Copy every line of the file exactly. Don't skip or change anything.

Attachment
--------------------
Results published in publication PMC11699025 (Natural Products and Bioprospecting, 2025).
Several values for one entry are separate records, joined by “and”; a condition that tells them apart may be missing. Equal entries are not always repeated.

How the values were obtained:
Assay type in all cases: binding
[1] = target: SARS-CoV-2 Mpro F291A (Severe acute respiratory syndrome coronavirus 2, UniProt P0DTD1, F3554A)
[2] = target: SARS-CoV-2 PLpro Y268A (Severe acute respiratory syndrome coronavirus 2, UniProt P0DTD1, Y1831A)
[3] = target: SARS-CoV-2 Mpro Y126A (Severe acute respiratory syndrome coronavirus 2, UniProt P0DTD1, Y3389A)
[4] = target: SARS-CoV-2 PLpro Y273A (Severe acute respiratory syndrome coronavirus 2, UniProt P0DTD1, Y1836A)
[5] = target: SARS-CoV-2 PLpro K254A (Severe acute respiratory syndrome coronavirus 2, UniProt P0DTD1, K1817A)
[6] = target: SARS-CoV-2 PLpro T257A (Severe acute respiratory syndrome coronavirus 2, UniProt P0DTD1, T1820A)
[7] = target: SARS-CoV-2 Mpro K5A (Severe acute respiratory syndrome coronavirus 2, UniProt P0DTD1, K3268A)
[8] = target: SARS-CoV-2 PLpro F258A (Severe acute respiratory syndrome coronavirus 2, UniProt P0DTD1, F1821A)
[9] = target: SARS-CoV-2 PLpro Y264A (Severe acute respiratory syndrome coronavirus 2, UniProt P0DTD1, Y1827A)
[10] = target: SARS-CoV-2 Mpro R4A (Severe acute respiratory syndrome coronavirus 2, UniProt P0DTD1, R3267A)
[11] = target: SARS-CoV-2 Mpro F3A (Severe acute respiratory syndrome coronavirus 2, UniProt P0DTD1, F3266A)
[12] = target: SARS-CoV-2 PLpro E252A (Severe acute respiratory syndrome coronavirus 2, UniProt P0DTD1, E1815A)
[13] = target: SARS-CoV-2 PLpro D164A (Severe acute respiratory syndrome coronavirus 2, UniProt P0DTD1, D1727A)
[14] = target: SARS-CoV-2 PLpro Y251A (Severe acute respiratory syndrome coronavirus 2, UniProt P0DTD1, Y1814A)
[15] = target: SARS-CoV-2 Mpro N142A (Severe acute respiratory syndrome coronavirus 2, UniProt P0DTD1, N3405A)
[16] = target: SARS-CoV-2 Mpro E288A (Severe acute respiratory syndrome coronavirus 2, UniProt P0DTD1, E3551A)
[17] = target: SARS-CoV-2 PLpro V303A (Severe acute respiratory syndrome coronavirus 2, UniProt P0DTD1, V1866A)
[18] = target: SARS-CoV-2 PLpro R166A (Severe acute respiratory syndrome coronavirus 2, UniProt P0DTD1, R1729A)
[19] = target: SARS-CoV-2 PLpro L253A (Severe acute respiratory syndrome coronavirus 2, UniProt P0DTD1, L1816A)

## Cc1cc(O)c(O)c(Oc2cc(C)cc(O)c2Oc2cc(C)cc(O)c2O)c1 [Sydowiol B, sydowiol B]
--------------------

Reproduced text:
Results published in publication PMC11699025 (Natural Products and Bioprospecting, 2025).
Several values for one entry are separate records, joined by “and”; a condition that tells them apart may be missing. Equal entries are not always repeated.

How the values were obtained:
Assay type in all cases: binding
[1] = target: SARS-CoV-2 Mpro F291A (Severe acute respiratory syndrome coronavirus 2, UniProt P0DTD1, F3554A)
[2] = target: SARS-CoV-2 PLpro Y268A (Severe acute respiratory syndrome coronavirus 2, UniProt P0DTD1, Y1831A)
[3] = target: SARS-CoV-2 Mpro Y126A (Severe acute respiratory syndrome coronavirus 2, UniProt P0DTD1, Y3389A)
[4] = target: SARS-CoV-2 PLpro Y273A (Severe acute respiratory syndrome coronavirus 2, UniProt P0DTD1, Y1836A)
[5] = target: SARS-CoV-2 PLpro K254A (Severe acute respiratory syndrome coronavirus 2, UniProt P0DTD1, K1817A)
[6] = target: SARS-CoV-2 PLpro T257A (Severe acute respiratory syndrome coronavirus 2, UniProt P0DTD1, T1820A)
[7] = target: SARS-CoV-2 Mpro K5A (Severe acute respiratory syndrome coronavirus 2, UniProt P0DTD1, K3268A)
[8] = target: SARS-CoV-2 PLpro F258A (Severe acute respiratory syndrome coronavirus 2, UniProt P0DTD1, F1821A)
[9] = target: SARS-CoV-2 PLpro Y264A (Severe acute respiratory syndrome coronavirus 2, UniProt P0DTD1, Y1827A)
[10] = target: SARS-CoV-2 Mpro R4A (Severe acute respiratory syndrome coronavirus 2, UniProt P0DTD1, R3267A)
[11] = target: SARS-CoV-2 Mpro F3A (Severe acute respiratory syndrome coronavirus 2, UniProt P0DTD1, F3266A)
[12] = target: SARS-CoV-2 PLpro E252A (Severe acute respiratory syndrome coronavirus 2, UniProt P0DTD1, E1815A)
[13] = target: SARS-CoV-2 PLpro D164A (Severe acute respiratory syndrome coronavirus 2, UniProt P0DTD1, D1727A)
[14] = target: SARS-CoV-2 PLpro Y251A (Severe acute respiratory syndrome coronavirus 2, UniProt P0DTD1, Y1814A)
[15] = target: SARS-CoV-2 Mpro N142A (Severe acute respiratory syndrome coronavirus 2, UniProt P0DTD1, N3405A)
[16] = target: SARS-CoV-2 Mpro E288A (Severe acute respiratory syndrome coronavirus 2, UniProt P0DTD1, E3551A)
[17] = target: SARS-CoV-2 PLpro V303A (Severe acute respiratory syndrome coronavirus 2, UniProt P0DTD1, V1866A)
[18] = target: SARS-CoV-2 PLpro R166A (Severe acute respiratory syndrome coronavirus 2, UniProt P0DTD1, R1729A)
[19] = target: SARS-CoV-2 PLpro L253A (Severe acute respiratory syndrome coronavirus 2, UniProt P0DTD1, L1816A)

## Cc1cc(O)c(O)c(Oc2cc(C)cc(O)c2Oc2cc(C)cc(O)c2O)c1 [Sydowiol B, sydowiol B]